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Licensed Unlicensed Requires Authentication Published by De Gruyter July 27, 2021

Parenteral nutrition extravasation into the abdominal wall mimicking an abscess

Natascha Pramhofer ORCID logo, Sebastian Sailer ORCID logo, Maria Magdalena Nöhammer, Bernhard Csillag, Simon Kargl ORCID logo and Gabriele Wiesinger-Eidenberger

Abstract

Objectives

Peripherally inserted central catheters (PICC) are used in the neonatal intensive care unit (NICU) setting for medication and nutrition administration. PICCs are easy to place and may remain inserted up to several weeks. Serious complications are rare. Cases of infection, dysfunction, thrombosis, malposition into other vessels, catheter migration, vessel erosion, perforation into pleura, pericardium, abdomen and even into the epidural space with extravasation have been reported [1, 2].

Case presentation

We present the case of a preterm infant with a right leg inserted PICC with the tip supposedly being placed in the external iliac vein with further catheter migration into the abdominal wall during the course of treatment.

Conclusions

Our patient developed extravasation of lipid infusion, which was initially misinterpreted as an abscess due to signs of local inflammation.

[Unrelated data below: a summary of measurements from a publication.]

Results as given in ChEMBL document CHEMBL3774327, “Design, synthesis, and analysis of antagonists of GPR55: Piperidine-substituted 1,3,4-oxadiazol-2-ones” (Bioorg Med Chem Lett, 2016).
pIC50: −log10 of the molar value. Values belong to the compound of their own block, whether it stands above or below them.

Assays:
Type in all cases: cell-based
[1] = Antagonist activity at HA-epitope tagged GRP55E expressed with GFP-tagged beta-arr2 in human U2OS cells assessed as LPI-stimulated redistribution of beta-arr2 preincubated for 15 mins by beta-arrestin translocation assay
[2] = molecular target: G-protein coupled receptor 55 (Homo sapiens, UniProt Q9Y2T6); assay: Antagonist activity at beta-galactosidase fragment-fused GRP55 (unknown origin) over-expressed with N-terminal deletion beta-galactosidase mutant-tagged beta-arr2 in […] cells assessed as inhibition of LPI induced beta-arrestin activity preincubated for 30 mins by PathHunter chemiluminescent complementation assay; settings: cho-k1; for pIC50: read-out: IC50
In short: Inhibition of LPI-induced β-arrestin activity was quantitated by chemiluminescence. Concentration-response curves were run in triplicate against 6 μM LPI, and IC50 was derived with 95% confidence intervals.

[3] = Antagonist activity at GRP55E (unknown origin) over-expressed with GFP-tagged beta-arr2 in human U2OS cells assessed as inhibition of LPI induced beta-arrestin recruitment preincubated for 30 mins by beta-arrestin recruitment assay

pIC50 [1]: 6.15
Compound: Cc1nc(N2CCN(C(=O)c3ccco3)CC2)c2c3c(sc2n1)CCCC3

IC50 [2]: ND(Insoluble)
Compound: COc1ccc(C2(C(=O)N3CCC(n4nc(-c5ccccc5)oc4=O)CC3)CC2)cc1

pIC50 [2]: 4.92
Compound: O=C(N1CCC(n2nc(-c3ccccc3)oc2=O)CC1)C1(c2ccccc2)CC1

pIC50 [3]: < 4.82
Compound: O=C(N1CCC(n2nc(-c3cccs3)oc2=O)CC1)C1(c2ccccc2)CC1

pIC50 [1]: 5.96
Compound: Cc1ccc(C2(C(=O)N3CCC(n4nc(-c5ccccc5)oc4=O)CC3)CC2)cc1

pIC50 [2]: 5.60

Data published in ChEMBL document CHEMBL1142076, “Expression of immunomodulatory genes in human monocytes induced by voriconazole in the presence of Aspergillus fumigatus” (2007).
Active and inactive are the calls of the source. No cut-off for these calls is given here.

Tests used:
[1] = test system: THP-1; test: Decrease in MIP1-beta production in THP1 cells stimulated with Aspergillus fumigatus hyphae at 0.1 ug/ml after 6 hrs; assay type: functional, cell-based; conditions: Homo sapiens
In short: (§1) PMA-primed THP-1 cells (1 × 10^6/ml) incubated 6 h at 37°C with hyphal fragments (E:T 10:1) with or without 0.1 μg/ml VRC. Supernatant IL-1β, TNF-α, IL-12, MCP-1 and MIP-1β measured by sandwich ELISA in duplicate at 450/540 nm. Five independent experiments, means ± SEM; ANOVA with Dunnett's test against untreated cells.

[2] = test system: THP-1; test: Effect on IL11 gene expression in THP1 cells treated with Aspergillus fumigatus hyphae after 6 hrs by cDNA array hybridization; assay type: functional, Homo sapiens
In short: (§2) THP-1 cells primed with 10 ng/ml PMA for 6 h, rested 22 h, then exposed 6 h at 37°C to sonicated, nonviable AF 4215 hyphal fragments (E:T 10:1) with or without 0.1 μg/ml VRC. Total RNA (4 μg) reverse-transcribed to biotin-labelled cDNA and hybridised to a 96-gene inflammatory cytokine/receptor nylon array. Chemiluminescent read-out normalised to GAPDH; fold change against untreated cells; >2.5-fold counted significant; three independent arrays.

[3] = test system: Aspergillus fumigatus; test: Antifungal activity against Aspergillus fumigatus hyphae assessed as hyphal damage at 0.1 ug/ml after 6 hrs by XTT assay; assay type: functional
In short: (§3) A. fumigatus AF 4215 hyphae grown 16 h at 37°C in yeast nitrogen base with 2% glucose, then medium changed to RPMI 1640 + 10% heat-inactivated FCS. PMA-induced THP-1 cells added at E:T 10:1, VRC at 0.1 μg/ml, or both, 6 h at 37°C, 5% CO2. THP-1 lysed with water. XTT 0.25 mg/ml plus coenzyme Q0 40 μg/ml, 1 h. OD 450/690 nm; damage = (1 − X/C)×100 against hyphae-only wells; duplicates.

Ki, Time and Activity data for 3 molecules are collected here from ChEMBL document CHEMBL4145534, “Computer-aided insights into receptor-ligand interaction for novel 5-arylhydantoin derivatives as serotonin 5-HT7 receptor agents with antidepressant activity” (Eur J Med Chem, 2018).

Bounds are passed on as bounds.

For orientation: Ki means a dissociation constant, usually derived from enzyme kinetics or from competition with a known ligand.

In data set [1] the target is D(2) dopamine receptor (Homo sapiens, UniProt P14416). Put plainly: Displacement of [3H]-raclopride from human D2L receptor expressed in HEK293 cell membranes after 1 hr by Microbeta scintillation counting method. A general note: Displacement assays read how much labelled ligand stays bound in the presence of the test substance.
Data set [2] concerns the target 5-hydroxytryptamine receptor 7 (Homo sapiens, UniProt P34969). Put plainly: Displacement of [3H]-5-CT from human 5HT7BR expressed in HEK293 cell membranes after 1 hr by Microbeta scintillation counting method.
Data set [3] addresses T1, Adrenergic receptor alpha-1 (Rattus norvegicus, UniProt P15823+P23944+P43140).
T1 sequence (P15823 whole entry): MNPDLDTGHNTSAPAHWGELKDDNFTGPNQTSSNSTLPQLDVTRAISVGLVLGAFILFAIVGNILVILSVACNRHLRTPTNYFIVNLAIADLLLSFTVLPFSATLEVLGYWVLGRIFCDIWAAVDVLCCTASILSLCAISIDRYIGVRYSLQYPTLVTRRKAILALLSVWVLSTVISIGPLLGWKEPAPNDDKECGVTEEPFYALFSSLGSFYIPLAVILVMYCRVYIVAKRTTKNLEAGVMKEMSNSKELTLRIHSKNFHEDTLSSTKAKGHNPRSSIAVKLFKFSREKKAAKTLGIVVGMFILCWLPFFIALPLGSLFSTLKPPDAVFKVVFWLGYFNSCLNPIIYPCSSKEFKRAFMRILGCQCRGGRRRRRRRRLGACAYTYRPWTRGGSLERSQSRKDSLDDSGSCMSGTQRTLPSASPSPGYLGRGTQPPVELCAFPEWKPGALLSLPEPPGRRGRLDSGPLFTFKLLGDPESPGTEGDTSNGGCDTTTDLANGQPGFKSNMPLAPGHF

Corresponding author: Natascha Pramhofer, Department of Neonatology, Kepler University Hospital, Medical Faculty, JKU, Krankenhausstr. 26-30, 4020, Linz, Austria, E-mail:

  1. Research funding: None declared.

  2. Author contributions: Dr. Pramhofer und Dr. Sailer conceptualized the case report, collected the patient’s family’s consent, drafted the initial manuscript, and reviewed and revised the manuscript. Dr. Nöhammer and Dr. Csillag conceptualized the case report, reviewed and revised the manuscript. Dr. Kargl and Dr Wiesinger-Eidenberger conceptualized the case report and critically reviewed the manuscript for important intellectual content. All authors approved the final manuscript as submitted and agree to be accountable for all aspects of the work. All authors have accepted responsibility for the entire content of this manuscript and approved its submission.

  3. Competing interests: Authors state no conflict of interest.

  4. Informed consent: Informed consent was obtained from all individuals included in this study.

  5. Ethical approval: Not applicable.

References

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Received: 2021-03-10
Accepted: 2021-07-01
Published Online: 2021-07-27

© 2021 Walter de Gruyter GmbH, Berlin/Boston

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